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Young Activists Are Leading the Charge to End Period Poverty

There's a Global Movement to End Period Poverty, and Young Women Are Leading the Way

Nadya Okamoto leading activists on National Period Day 2019

Image Source: PERIODNadya Okamoto (center) founded PERIOD, an organization devoted to menstrual equality, when she was just 16.

Until 2016, when Nadya Okamoto delivered one of her first TED talks at the University of Oregon, no one had even heard the phrase "menstrual movement." But the then-18-year-old would soon become one of the most prominent faces of a full-fledged battle to dissolve the taboo around menstruation and promote menstrual equality. Several years later, Okamoto's organization PERIOD has grown to more than 800 chapters — covering all 50 states and 40 countries — and collectively, she and her allies in activism have slowly dismantled the stigma surrounding menstruation.

"When I first started PERIOD when I was 16, a lot of my radio interviews were being pulled off the air because they were considered inappropriate," Okamoto told POPSUGAR. But now, with periods finally being discussed more openly, she and a wave of young activists have set their sights on another goal: ensuring that people around the globe have equal access to period products, which for far too long have been a "luxury" some simply can't afford.

What Is Period Poverty?

Around the world, period poverty — the term used to describe the lack of access to affordable menstrual products — is pervasive. In developing countries, the inability to take care of their periods each month often costs young people their education. About 70 percent of girls in India's second largest state skip school while they're on their periods. The United Nations estimates that 20 percent of girls simply drop out after they hit puberty. In Africa, the reality for people who menstruate is even more grim. A 2014 UNESCO report provided anecdotal evidence that young women in sub-Saharan Africa have had to engage in sex work in exchange for pads or tampons in order to remain in school.

In the US, four out of five teens have either missed class time themselves or know someone who has because they didn't have access to period products.
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But even in the US, long considered one of the wealthiest countries in the world, four out of five teens have either missed class time themselves or know someone who has because they didn't have access to period products, according to a survey commissioned by PERIOD and Thinx.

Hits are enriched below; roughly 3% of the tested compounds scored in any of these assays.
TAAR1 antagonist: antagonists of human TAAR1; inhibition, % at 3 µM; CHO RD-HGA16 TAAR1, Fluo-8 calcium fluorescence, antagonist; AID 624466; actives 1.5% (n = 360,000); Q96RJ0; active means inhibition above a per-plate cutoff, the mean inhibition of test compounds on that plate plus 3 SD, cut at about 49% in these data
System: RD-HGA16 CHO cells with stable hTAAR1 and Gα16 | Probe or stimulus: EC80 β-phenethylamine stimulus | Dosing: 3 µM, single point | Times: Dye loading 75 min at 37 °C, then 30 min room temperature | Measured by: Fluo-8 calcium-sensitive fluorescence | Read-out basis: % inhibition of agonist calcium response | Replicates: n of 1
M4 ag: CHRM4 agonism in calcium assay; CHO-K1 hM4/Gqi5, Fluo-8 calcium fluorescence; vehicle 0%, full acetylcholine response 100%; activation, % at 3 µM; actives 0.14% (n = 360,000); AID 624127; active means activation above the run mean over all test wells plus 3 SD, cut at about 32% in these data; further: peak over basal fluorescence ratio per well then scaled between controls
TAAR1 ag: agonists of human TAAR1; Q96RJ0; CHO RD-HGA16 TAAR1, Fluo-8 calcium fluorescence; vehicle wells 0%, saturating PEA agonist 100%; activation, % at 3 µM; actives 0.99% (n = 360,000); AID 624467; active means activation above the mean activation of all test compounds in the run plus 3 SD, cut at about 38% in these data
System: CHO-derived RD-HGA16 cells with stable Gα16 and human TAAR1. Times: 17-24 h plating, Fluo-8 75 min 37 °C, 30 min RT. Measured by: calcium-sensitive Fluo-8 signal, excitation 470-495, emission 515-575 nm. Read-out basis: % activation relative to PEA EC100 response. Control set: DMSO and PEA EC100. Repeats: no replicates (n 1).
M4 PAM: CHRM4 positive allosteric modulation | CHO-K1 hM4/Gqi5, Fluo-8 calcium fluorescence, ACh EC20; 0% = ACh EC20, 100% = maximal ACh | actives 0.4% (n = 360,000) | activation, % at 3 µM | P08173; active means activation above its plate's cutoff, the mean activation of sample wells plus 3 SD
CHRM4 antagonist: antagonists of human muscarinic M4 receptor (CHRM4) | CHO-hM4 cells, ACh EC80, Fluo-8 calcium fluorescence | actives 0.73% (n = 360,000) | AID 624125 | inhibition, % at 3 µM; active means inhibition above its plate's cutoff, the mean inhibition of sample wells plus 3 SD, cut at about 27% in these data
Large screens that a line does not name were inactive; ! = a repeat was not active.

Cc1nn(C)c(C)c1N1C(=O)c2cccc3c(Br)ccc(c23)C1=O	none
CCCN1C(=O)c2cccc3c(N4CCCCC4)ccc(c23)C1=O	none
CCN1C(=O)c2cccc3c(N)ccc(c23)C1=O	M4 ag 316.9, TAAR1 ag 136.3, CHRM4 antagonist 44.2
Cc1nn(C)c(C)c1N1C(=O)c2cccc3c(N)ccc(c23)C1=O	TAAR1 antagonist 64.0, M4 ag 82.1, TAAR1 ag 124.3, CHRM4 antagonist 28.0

How is that possible? Thirty states in the US still allow a sales tax to be applied to menstrual products (often referred to as the "tampon tax"), though many other health-related items that have been deemed essential are exempt. "Period products should not be considered nonessential goods while Rogaine, Viagra, and penile pumps are considered essential goods," Okamoto said. While the tax alone is problematic, there are also barriers to access in places that could in theory help serve the most vulnerable populations, including schools, community centers, shelters, and prisons.

How Activists Hope to Solve This Crisis

The goal is simple, though the path is not: grant equal access to period products under the law. Some countries are light years ahead when it comes to legislation. Earlier in 2020, Scotland's Parliament passed a bill introduced by member Monica Lennon that would make menstrual hygiene products free across the board, in all public restrooms, schools, and universities. It's currently in the second stage of the process of becoming law.

In England, what started as a "Free Periods" petition in 20-year-old activist Amika George's bedroom has completely changed the game for students. George partnered with another organization for menstrual equality in education, the Red Box Project, in January 2019, to challenge the government to provide free products to students. By January 2020, they were victorious, with a free supply of pads and tampons arriving in public schools and colleges throughout England.